Le Tour de France-Stage 21 Chantilly/Paris

Le Tour de France Stage 21 Chantilly/Paris-Champs-Elysees Ride Report

by Rob Verfurth

Riders: Chris Froome, Peter Sagan, Rafal Majka, Adam Yates and the rest of the best riders in the world

This is not actually a ride report, more of a ride watch report. I was with my family in Paris for a week. Our oldest, Dyess, is studying there for the summer. After a fun week in Paris we headed for Compiegne, a beautiful town an hour north of Paris. I realized that the last stage of the tour was going to be in Chantilly, a short drive from Compiegne. Serena, Porter and I went to Chantilly on Friday to visit the Chateau de Chantilly and learn more about the start of Stage 21 by speaking to a number of locals and getting a tour brochure, before continuing onto Compiegne. Dyess joined us later that evening after returning from Ghent, Belgium for a school trip. We all made plans to go to Chantilly on Sunday.

After an enjoyable Saturday in Compiegne, which has its own large Imperial Palace in town, we got up early Sunday to drive to Chantilly. We stopped on the way to buy red wine, fresh baguettes, cheese, fresh fruit and other treats for our planned picnic. Serena found a route coming in from the south that was not going to be blocked off on Sunday. We were able to park near the Chateau and then walk closer to the center of town, where the race was to begin. We snacked in the shade and grass before walking into the main square. Roads were all blocked off, the stage took over the center of town and the starting line showed the way the ride would head–right towards the chateau. The crowds were already building. The team buses all rolled into town and parked on one side of the main street. All the team cars, piled high with bikes were parked near each bus. Eventually a large number of plain buses rolled into town; all the riders got out of these buses and strode to their large team buses to get into their kits and get ready for the race; now less than 2 hours away. Some riders walked along the edge of the crowds to take photos or sign autographs before heading to their team bus.

About 2 pm the parade started to roll down main street. These were all the tour sponsors decked out in colorful cars with displays & actors dancing to loud music. They threw out plenty of swag to the cheering fans lined 3-4 deep along the parade route. We managed to get a few hats and other mementos from our day at the start of the tour. Riders were now starting to ride up to the main stage, go up the ramp and sign in before the start. Each rider had to go to the stage. There were live interviews and riders cruising right in front of us. The crowds were now 10-15 deep and getting more crowded in the center of town.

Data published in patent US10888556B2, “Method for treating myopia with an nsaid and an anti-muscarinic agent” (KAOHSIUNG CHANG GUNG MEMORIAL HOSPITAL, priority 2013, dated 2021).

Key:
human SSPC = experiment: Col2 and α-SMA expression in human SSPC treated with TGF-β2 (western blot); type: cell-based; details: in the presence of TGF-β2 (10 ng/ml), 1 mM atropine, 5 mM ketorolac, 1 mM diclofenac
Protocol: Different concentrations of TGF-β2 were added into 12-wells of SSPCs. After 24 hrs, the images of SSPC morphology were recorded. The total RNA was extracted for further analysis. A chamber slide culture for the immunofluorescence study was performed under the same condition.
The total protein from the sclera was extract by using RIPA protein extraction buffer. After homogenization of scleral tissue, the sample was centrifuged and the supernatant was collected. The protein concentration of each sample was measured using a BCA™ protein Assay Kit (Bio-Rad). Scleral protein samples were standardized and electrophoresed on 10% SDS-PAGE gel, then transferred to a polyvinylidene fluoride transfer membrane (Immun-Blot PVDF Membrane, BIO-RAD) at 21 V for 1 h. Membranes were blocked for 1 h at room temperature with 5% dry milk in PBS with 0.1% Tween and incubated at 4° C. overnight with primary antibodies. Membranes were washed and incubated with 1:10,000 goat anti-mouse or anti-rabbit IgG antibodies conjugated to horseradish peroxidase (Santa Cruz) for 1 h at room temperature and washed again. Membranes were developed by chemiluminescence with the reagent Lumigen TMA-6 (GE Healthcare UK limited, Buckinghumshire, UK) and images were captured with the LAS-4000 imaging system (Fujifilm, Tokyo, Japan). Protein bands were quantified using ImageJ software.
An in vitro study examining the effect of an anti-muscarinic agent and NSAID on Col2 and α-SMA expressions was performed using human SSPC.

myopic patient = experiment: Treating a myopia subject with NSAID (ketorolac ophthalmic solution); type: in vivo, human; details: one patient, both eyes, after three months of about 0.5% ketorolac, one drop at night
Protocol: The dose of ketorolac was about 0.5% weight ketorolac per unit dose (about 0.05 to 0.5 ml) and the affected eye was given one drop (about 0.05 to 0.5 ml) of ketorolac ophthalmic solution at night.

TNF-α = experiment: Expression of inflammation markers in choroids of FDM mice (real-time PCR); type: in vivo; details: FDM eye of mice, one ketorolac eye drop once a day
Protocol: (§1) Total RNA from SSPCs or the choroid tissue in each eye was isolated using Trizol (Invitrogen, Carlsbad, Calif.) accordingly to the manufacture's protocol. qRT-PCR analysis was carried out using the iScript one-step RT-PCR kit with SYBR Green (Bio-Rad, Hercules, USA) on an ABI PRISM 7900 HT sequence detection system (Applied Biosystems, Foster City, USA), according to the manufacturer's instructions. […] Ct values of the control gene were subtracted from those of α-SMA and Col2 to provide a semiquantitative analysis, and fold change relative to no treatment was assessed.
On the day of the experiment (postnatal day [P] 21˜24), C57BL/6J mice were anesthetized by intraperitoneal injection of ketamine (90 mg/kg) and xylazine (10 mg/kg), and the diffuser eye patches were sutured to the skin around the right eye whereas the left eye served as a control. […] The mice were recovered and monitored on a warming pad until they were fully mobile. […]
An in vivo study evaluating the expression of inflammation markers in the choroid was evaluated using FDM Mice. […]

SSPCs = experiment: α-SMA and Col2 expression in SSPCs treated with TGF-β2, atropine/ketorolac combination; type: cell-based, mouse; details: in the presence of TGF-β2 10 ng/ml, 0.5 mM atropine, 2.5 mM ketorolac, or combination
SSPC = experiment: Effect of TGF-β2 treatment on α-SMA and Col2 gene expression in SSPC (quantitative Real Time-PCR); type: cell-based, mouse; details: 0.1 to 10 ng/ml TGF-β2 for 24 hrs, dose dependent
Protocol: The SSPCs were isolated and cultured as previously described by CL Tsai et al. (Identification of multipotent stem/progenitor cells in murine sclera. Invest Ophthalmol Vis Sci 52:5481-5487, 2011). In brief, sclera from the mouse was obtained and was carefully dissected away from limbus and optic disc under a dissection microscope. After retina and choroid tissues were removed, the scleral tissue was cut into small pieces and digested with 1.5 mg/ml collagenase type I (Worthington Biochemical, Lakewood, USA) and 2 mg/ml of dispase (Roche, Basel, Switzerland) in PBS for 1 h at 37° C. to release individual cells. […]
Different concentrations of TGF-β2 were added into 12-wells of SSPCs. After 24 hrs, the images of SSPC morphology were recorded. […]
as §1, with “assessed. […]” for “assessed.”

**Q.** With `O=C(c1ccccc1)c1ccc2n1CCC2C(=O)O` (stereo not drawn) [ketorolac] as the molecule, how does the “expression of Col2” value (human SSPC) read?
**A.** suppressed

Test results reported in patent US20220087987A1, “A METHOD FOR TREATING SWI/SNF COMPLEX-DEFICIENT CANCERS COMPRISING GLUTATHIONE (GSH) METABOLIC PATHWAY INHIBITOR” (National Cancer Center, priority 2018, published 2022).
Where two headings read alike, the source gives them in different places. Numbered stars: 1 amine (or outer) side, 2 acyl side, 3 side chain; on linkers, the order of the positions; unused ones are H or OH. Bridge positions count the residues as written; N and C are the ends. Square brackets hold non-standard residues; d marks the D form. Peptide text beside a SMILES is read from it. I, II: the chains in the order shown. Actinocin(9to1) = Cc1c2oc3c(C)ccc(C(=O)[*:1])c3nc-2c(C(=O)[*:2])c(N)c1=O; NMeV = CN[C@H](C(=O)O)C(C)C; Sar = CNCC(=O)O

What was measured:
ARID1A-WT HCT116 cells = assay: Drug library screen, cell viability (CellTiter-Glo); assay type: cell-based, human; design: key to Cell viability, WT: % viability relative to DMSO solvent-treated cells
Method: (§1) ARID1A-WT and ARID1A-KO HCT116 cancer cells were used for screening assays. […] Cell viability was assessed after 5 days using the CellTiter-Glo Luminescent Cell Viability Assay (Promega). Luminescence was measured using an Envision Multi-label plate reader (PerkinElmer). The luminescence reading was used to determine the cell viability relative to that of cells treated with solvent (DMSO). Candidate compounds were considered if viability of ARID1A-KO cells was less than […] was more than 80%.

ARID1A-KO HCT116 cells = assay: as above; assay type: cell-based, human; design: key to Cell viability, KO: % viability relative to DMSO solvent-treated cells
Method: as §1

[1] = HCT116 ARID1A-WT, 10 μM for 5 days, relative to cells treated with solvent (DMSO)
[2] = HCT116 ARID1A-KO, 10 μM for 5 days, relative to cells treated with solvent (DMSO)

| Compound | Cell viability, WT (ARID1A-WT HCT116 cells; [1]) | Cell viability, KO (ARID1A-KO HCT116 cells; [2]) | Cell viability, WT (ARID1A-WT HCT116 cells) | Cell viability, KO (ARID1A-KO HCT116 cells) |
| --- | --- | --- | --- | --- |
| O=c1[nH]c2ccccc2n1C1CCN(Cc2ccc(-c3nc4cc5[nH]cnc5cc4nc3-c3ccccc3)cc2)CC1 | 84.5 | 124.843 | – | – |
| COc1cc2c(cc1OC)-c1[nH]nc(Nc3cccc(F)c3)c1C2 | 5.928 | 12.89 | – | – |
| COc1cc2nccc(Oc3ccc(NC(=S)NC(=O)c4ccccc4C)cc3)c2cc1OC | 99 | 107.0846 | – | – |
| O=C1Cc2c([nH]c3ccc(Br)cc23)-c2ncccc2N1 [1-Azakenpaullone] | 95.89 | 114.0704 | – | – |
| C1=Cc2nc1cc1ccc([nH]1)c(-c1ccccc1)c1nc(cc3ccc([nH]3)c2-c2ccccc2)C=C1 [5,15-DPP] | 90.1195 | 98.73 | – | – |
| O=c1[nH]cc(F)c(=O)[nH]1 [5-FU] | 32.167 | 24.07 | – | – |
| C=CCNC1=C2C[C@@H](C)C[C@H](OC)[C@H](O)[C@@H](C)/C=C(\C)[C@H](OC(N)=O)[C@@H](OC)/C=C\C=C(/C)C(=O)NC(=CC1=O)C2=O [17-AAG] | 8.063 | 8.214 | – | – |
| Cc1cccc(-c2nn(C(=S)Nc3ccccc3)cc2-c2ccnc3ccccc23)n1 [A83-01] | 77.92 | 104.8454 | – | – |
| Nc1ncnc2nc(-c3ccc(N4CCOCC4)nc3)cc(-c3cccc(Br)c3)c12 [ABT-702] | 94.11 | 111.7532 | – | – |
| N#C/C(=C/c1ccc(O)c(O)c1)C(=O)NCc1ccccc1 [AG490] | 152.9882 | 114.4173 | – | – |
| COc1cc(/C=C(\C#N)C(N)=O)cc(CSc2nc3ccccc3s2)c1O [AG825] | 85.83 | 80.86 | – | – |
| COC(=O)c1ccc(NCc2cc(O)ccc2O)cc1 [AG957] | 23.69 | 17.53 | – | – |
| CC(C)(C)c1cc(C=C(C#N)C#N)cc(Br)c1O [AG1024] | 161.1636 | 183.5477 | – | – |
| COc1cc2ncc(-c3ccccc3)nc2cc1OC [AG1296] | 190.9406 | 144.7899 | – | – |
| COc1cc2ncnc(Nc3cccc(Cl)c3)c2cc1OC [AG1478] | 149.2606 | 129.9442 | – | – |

Our plan was to head out about a half mile, just at the edge of Chantilly and right in front of the Chateau to see the riders come by us. The planned stage route was to go right up and through the chateau and begin the 113 km race to the middle of Paris. At a few minutes after 4 pm, the lead car came our way, followed by the four riders of the yellow, green, polka dot and white jersey. They were just cruising along. The race was still in a neutral zone and the stage was mostly just a celebratory ride anyway, except for the final sprint. The rest of the riders followed this lead four, then lots of cars with bikes and the whole route group of bike, cars and motorcycles went up the ramp onto the grounds of the chateau.

We waited for everyone to get by before making our way back to our car to drive back to Compiegne. We thoroughly enjoyed the day in Chantilly and the Tour de France experience. On the way back, we decided to stop by the chateau de Pierrefonds, another neat historical location. We finally made it back to town and stopped to get a bite to eat at La Brasserie Parisienne. The tour was on the television and the race had made its way to the Champs-Elysees. We watched the last 20 km, seeing Andre Greipel finish first just ahead of a charging Peter Sagan. The head waiter asked me if I was familiar with Paris-Roubaix race. I told him I knew it was a 1-day spring classic race won this year by Matt Hayman (who I had seen earlier in the day near the main stage area in Chantilly). The waiter told me the race started at the Imperial Palace in Compiegne, only a block from the restaurant. It is really Compiegne-Roubaix!

It had been quite a day to be part of the Stage 21 festivities, see the start in person and then watch the finish. The family wants to go back and do it again someday. I still hope to ride some of the routes in the future. I have attached the photos from the day spent in Chantilly for the start of Stage 21.


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